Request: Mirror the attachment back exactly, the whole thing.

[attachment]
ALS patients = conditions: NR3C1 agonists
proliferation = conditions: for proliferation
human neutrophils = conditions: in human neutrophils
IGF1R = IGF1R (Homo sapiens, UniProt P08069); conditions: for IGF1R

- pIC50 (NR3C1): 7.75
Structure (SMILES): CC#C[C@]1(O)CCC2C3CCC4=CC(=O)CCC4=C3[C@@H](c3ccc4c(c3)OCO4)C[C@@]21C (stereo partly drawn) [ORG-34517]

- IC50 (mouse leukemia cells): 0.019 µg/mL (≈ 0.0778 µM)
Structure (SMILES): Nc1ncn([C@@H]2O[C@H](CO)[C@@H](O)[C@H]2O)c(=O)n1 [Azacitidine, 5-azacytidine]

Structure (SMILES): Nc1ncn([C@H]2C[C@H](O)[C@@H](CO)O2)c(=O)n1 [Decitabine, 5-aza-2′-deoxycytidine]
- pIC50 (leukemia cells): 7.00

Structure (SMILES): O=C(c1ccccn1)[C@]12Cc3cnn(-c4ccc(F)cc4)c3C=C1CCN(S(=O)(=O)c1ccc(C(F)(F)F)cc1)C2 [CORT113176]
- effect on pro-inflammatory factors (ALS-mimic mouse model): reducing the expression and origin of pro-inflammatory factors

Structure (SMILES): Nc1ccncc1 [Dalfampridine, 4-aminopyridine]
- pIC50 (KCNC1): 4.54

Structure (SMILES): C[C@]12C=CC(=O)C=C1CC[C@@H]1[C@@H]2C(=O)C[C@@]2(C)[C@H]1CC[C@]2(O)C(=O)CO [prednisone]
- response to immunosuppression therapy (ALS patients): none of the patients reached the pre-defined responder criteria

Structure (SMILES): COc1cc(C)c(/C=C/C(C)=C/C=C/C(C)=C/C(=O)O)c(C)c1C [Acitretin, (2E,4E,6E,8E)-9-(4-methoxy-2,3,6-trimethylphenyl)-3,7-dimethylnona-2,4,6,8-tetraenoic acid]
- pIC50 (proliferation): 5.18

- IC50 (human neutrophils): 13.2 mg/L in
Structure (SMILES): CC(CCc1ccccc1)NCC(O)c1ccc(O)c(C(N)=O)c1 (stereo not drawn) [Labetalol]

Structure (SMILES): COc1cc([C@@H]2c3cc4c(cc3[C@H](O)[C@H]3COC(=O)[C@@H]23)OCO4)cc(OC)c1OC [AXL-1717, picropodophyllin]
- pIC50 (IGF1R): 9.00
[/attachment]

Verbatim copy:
ALS patients = conditions: NR3C1 agonists
proliferation = conditions: for proliferation
human neutrophils = conditions: in human neutrophils
IGF1R = IGF1R (Homo sapiens, UniProt P08069); conditions: for IGF1R

- pIC50 (NR3C1): 7.75
Structure (SMILES): CC#C[C@]1(O)CCC2C3CCC4=CC(=O)CCC4=C3[C@@H](c3ccc4c(c3)OCO4)C[C@@]21C (stereo partly drawn) [ORG-34517]

- IC50 (mouse leukemia cells): 0.019 µg/mL (≈ 0.0778 µM)
Structure (SMILES): Nc1ncn([C@@H]2O[C@H](CO)[C@@H](O)[C@H]2O)c(=O)n1 [Azacitidine, 5-azacytidine]

Structure (SMILES): Nc1ncn([C@H]2C[C@H](O)[C@@H](CO)O2)c(=O)n1 [Decitabine, 5-aza-2′-deoxycytidine]
- pIC50 (leukemia cells): 7.00

Structure (SMILES): O=C(c1ccccn1)[C@]12Cc3cnn(-c4ccc(F)cc4)c3C=C1CCN(S(=O)(=O)c1ccc(C(F)(F)F)cc1)C2 [CORT113176]
- effect on pro-inflammatory factors (ALS-mimic mouse model): reducing the expression and origin of pro-inflammatory factors

Structure (SMILES): Nc1ccncc1 [Dalfampridine, 4-aminopyridine]
- pIC50 (KCNC1): 4.54

Structure (SMILES): C[C@]12C=CC(=O)C=C1CC[C@@H]1[C@@H]2C(=O)C[C@@]2(C)[C@H]1CC[C@]2(O)C(=O)CO [prednisone]
- response to immunosuppression therapy (ALS patients): none of the patients reached the pre-defined responder criteria

Structure (SMILES): COc1cc(C)c(/C=C/C(C)=C/C=C/C(C)=C/C(=O)O)c(C)c1C [Acitretin, (2E,4E,6E,8E)-9-(4-methoxy-2,3,6-trimethylphenyl)-3,7-dimethylnona-2,4,6,8-tetraenoic acid]
- pIC50 (proliferation): 5.18

- IC50 (human neutrophils): 13.2 mg/L in
Structure (SMILES): CC(CCc1ccccc1)NCC(O)c1ccc(O)c(C(N)=O)c1 (stereo not drawn) [Labetalol]

Structure (SMILES): COc1cc([C@@H]2c3cc4c(cc3[C@H](O)[C@H]3COC(=O)[C@@H]23)OCO4)cc(OC)c1OC [AXL-1717, picropodophyllin]
- pIC50 (IGF1R): 9.00